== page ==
Officials Report That More MSU E. Coli Cases ExpectedSep 17, 2008 | Parker Waichman LLP We recently reported that the Ingham County Health Department is investigating an emerging E. coli bacteria outbreak at the Michigan State University (MSU) after 10 students were treated last weekend with severe gastrointestinal illness. The infection has been confirmed as Escherichia coli strain O157:H7. Although officials are saying the outbreak is mostly over, they believe that more people were likely infected than originally reported.
Ten students fell ill from September 8th through the 11th, and all but one sought treatment at Sparrow Hospital, officials reported. Seven students remained hospitalized yesterday; more are expected to come forward and report that they had symptoms, officials said. Yesterday, MSU health officials were distributing a campus-wide notice asking people to report recent gastrointestinal illnesses, particularly any bloody diarrhea, which is a trademark of this particular E. coli strain. E. coli O157:H7 "is a particularly dangerous strain," said Dr. Dean Sienko, medical director of the Ingham County Health Department. Sienko's office is trying to determine what caused the outbreak among the MSU students. "There's nothing the students had in common that we know of," he said. "We're still in the midst of our investigation." MSU has 45 food service facilities and Sienko said, "That's where we're looking most intensely," adding that, "All our evidence points to an event that took place last week," Sienko said, "or prior to that."
Strain 0157:H7 is typically spread when a person fails to properly wash his or her hands and then handles food. Once the food is eaten, the bacteria take hold. "As always, hand washing remains the most effective way of preventing contagious illness," university physician Dr. Beth Alexander stated in the campus e-mail.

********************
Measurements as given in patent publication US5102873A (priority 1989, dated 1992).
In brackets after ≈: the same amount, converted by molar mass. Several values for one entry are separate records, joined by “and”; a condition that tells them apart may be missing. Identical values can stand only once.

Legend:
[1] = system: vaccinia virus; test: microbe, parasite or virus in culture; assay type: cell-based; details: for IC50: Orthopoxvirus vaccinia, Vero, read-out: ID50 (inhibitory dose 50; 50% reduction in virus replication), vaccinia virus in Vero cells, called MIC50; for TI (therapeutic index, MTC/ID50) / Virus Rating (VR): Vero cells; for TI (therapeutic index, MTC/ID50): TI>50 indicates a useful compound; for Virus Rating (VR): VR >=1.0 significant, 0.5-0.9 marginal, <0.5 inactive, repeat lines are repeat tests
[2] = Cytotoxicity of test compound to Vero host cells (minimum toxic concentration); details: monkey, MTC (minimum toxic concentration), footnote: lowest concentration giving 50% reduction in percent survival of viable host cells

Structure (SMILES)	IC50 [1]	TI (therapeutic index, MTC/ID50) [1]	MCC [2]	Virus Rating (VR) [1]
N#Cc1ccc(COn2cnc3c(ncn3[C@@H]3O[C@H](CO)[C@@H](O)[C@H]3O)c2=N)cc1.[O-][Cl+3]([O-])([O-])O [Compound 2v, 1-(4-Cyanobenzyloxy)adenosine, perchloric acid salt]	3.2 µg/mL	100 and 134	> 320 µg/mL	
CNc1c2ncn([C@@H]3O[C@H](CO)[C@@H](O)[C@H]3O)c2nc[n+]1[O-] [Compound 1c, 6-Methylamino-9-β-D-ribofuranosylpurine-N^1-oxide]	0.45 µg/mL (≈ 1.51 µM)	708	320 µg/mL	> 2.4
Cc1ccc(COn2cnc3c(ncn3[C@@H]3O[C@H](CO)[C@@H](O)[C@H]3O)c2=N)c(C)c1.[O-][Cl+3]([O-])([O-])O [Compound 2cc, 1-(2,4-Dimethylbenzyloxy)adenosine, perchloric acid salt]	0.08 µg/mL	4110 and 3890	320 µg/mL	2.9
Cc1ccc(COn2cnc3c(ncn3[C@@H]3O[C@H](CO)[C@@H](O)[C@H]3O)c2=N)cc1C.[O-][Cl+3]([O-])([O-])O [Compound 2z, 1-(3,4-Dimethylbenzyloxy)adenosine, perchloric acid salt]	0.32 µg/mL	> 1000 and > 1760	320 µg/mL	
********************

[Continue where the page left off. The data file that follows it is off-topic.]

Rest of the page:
Investigators continue to try to determine where and when the students ate based on swipes of their college ID cards in campus cafeterias and eateries. The information on these activities is expected to help locate if bacteria in the food supply there may still be a threat. "We are trying to get a grasp on how big this (outbreak) is," said Dr. Dean G. Sienko, Ingham County Health Department officer. This is the first such food-borne outbreak Sienko remembers that involves a health department investigation at MSU in the past two decades, he said.
E. coli are a group of bacteria found in animal intestines and feces. Some strains are necessary for digestion; some are harmful, even deadly, such as the very rare and toxin-producing strain E. coli O111 that is the culprit in the ongoing Oklahoma outbreak. Also, of particular concern is the virulent, sometimes deadly E. coli O157:H7 strain that is generally found to be the culprit in E. coli-related food-borne illness outbreaks and has been confirmed to blame in this outbreak. Both strains are among those E. coli that may cause serious disease and death and are in a group called Verocytotoxigenic E. coli (VTEC) that are linked to food poisoning. VTECs are very serious and can cause fatal blood poisoning, cystitis, deadly septicemia, and death. In the US, E. coli is the leading cause of food-borne illness, accounting for about 73,000 infections and 61 deaths; last year, over 22 million pounds of beef and vegetables were recalled due to E. coli outbreaks.